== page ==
The Lives of Others Essay

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Florian Henckel von Donnersmarck’s film The Lives of Other’s (2005) is set in East Berlin during the socialist reign from November 1984, up until the fall of the Berlin wall in 1989. The political context plays a significance role not only in the film’s subject matter but also in its cinematography, which exploits the voyeuristic tendencies of the audience, reflecting the surveillance of the Stasi Secret Police officers. The film follows a loyal socialist and playwright, Georg Dreyman who becomes subject (along with actor girlfriend Christa-Maria Sieland) to extensive Stasi surveillance due to his association with subversive artists such as Paul Hauser and Albert Jerska. Hauptman Gerd Weisler is the accomplished Stasi officer assigned to…show more content…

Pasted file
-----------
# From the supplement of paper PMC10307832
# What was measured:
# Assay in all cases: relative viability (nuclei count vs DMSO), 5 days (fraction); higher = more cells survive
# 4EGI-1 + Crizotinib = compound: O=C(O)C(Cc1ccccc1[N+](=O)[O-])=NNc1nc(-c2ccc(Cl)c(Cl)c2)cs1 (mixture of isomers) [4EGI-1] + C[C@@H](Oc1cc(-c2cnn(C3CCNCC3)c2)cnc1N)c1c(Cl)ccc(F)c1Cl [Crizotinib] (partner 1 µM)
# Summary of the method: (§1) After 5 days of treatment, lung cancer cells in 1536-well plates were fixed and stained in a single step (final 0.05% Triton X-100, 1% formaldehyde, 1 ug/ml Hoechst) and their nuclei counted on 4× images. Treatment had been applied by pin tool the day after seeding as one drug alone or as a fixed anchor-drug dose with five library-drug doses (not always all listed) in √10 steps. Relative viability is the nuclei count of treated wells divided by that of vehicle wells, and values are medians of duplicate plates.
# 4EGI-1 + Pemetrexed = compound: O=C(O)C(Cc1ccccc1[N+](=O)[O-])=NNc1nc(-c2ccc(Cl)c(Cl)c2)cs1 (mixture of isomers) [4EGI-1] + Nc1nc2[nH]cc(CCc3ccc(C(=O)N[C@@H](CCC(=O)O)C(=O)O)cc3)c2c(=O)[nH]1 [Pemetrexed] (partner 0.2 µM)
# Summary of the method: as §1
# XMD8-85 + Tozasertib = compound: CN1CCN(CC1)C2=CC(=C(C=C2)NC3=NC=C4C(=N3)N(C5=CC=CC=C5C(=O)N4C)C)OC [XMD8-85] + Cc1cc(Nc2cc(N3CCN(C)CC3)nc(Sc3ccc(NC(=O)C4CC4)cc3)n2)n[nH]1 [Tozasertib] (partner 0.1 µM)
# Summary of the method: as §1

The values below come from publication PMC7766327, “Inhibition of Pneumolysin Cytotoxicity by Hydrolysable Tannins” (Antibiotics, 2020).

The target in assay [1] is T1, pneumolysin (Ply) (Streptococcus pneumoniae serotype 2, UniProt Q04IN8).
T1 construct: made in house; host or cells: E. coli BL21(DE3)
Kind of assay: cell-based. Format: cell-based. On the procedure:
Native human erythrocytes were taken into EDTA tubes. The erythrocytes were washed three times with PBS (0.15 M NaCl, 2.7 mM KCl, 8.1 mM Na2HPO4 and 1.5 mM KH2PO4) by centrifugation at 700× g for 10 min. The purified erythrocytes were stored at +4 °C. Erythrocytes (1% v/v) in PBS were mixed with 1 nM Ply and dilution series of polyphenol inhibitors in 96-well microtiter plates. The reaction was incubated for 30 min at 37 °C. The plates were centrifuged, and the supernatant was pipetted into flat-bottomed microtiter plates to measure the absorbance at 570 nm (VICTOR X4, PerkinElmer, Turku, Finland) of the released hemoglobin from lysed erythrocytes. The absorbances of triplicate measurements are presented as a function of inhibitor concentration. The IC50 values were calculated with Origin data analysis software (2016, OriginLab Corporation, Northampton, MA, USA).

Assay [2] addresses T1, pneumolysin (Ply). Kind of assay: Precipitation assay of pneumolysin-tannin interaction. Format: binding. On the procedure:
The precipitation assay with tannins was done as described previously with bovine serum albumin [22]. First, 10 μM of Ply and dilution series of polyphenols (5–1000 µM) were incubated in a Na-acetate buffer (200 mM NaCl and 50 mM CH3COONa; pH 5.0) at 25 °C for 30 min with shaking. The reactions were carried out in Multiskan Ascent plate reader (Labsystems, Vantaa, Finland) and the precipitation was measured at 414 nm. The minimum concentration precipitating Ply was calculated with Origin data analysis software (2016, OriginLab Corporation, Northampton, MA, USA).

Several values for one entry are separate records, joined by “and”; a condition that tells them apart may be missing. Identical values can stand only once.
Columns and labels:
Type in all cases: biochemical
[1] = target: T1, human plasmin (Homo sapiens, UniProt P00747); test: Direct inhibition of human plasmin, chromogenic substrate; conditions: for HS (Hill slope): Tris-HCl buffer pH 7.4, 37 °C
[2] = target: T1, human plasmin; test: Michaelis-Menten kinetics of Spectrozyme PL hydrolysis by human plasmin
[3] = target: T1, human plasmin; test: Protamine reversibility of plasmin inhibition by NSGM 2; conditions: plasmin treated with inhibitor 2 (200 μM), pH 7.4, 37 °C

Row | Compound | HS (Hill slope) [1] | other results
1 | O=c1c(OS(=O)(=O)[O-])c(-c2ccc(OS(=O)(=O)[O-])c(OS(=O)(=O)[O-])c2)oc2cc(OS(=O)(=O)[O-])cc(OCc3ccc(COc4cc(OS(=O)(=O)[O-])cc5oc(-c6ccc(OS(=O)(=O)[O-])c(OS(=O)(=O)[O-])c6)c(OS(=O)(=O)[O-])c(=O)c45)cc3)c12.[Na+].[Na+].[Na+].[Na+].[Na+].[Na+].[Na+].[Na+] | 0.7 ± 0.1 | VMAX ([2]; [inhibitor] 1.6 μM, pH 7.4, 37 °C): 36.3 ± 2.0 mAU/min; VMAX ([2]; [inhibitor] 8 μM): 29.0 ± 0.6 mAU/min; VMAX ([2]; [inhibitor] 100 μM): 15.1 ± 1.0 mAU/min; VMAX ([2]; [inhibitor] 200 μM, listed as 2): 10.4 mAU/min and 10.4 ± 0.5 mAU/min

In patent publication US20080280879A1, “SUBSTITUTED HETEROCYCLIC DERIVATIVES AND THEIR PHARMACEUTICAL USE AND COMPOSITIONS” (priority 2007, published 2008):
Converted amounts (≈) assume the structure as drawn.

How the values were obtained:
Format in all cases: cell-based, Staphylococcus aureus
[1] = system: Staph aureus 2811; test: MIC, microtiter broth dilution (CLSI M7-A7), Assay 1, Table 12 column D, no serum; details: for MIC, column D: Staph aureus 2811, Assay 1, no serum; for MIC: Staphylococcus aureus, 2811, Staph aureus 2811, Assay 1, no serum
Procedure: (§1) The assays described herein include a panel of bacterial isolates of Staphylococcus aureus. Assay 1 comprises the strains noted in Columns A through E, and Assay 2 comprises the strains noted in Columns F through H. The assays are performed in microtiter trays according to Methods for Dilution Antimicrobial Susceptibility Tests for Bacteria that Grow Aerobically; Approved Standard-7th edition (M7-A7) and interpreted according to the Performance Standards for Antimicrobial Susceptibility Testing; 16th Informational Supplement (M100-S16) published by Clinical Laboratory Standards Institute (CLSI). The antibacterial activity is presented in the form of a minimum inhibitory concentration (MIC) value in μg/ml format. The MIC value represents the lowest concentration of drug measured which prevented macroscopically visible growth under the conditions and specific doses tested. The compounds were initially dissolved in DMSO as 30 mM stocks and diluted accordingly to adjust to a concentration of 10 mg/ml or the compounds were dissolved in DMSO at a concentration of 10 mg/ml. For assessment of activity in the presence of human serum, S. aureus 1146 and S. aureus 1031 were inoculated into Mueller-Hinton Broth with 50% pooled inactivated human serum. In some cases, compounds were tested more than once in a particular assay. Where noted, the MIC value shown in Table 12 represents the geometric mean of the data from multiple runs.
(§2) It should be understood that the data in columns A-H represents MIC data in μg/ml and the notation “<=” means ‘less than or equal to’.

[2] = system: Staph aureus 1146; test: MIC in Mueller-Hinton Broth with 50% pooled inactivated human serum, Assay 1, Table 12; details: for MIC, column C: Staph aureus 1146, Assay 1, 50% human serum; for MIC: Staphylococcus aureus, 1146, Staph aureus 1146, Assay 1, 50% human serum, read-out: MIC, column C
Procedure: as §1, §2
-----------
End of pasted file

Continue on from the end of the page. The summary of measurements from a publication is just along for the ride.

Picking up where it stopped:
Similarly, Sieland stares into the bathroom mirror after a shower and taking her medication following her sexual encounter with Culture Minister Hempf as she attempts to uncover and justify her own life. Weisler has a very similar experience as he washes his face in front of the mirror before his experience with a prostitute. After Sieland’s initial allegations, Grubitz probes Weisler “Are you still on the right side?” This is accompanied by a mid shot followed by a swish pan to a close up Weisler in profile. Within the swish pan, the audience can briefly see the reflection of Grubitz in the mirror, although this registers as a blurry, ominous figure, which in turn creates a sense of the conversation being overlooked. The close up of Weisler’s face reveals an expression of nervousness and panic, whilst we hear off-screen Grubitz say “don’t screw it up again.” adding to this sense of omniscience. Supplementary to this, Grubitz becomes even more suspicious when he learns Weisler has left the interrogation swiftly, “Call Weisler for me! - Col. Weisler has left
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